The Scottish Environment Protection Agency (SEPA) has issued a water scarcity warning for an area of the Highlands. 

Scotland's environmental regulator said 'alert level' has been reached for the first time this year in its latest water scarcity report. 

It comes after the area around Loch Maree in Wester Ross recorded very low river flows and dry ground conditions.

SEPA has warned businesses abstracting water from the environment of the need to “start thinking now about the volume they take and when they take it, or consider an alternative source”.

Areas in southern and central Scotland, and the majority of the north including the Western Isles, are also now in 'Early Warning', SEPA added.

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Head of Water and Planning at SEPA, Nathan Critchlow-Watton, said: “With very little to no rainfall forecast across Scotland in the coming days, we expect ground conditions to continue getting drier and river flows to decrease or remain low.

“The next few weeks and months are a crucial time of year for water demand and we’re urging abstractors to manage water wisely, minimising the need for restrictions to be imposed by SEPA.”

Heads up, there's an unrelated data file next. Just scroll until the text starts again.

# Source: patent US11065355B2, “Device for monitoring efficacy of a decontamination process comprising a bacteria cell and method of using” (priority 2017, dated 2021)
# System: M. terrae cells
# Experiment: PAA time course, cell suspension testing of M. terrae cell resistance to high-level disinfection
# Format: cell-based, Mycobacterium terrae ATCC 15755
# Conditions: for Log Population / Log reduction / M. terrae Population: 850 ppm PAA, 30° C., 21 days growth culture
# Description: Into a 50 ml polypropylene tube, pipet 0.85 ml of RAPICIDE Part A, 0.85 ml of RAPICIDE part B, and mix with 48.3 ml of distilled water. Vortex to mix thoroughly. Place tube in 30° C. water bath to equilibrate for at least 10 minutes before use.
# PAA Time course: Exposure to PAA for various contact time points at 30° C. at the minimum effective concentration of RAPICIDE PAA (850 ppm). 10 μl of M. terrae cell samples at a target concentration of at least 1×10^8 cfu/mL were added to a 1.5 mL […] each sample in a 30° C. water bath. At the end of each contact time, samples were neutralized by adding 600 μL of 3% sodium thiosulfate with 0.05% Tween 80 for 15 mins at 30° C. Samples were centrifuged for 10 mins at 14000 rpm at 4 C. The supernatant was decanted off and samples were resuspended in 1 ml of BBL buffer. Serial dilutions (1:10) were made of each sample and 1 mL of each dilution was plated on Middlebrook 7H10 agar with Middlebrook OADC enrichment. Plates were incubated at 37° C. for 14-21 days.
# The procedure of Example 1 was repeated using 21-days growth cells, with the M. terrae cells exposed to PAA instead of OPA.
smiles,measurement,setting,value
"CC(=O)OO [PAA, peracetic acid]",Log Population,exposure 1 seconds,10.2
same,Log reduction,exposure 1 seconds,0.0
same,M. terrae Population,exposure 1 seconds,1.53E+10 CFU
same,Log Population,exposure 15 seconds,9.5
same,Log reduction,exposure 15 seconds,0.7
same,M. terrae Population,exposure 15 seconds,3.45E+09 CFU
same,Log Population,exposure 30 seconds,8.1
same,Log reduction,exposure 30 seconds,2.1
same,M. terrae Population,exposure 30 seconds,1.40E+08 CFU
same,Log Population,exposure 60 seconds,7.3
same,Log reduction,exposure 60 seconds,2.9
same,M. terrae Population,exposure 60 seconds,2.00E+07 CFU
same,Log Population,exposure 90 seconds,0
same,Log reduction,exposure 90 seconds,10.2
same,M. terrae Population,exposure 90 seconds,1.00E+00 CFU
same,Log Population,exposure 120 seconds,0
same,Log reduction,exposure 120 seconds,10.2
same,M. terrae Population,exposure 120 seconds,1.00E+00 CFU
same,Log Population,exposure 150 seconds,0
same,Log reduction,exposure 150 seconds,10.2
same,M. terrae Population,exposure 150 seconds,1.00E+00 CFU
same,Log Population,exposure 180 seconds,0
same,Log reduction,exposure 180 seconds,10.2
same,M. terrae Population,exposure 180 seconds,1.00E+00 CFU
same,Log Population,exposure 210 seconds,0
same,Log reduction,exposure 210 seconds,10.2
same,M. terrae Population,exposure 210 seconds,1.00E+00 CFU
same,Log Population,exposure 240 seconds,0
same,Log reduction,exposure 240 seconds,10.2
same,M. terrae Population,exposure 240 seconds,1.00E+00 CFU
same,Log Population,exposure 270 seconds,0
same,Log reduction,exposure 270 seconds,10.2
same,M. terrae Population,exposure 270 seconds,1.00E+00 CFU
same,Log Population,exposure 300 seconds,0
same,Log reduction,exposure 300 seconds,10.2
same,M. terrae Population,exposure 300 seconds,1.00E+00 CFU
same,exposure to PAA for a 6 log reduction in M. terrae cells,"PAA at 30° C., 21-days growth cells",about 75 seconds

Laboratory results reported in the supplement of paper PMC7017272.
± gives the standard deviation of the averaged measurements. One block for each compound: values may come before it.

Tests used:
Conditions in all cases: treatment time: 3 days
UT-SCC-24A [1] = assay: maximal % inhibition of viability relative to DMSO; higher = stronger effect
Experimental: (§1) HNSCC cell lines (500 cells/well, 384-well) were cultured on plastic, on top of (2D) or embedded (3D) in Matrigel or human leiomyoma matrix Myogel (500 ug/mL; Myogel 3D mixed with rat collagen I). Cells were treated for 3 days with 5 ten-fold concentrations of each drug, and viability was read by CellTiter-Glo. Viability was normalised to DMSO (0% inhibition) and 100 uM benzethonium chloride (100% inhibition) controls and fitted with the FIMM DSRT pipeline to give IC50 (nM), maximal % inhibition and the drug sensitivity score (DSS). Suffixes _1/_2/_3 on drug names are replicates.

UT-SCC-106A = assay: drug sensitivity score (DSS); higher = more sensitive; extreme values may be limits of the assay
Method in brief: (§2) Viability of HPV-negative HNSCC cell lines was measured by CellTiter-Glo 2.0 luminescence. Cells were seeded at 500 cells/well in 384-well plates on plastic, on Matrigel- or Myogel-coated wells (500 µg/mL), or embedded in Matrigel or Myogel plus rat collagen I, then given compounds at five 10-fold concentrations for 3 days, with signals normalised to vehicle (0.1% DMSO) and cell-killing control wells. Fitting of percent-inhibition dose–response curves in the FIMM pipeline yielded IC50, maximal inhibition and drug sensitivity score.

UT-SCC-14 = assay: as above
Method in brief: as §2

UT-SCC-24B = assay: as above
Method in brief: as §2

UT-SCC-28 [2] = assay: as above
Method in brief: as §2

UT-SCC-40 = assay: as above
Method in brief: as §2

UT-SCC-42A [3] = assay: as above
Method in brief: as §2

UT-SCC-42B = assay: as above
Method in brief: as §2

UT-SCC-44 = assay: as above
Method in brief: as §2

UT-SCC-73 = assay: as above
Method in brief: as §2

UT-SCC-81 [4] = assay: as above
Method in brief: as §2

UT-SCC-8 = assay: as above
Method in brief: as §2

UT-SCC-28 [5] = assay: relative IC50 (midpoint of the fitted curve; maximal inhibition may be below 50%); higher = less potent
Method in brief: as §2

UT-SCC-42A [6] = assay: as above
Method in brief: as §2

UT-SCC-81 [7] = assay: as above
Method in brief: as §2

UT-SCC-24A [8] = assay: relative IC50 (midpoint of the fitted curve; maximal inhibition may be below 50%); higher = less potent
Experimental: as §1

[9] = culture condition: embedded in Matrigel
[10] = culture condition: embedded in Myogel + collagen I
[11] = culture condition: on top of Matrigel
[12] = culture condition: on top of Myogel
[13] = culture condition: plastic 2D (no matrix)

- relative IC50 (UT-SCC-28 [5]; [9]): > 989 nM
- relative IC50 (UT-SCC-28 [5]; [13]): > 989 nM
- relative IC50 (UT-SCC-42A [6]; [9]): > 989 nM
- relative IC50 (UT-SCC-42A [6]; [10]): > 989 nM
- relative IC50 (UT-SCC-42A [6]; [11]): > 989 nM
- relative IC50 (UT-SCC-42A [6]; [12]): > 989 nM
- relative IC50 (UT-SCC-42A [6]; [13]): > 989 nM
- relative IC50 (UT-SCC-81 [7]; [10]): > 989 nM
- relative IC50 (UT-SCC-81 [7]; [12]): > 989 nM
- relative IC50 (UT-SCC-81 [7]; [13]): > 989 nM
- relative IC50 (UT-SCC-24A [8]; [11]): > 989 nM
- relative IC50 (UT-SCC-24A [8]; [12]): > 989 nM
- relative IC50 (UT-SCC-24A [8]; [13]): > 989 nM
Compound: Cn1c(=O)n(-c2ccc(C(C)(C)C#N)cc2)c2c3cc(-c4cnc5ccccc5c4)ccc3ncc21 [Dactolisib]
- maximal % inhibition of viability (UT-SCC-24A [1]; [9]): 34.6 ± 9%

“Scotland’s climate is changing and, across the seasons, businesses are experiencing the impacts of more frequent extreme weather events like water scarcity.

“The number of serious drought events is projected to increase from an average of one every 20 years, to one every two years in the near future.”

Nathan Critchlow-Watton added: “We all have a role to play in managing our water environment, this summer and beyond. Through the efficient use of water, businesses can increase their resilience to the impacts of prolonged dry conditions and save money.”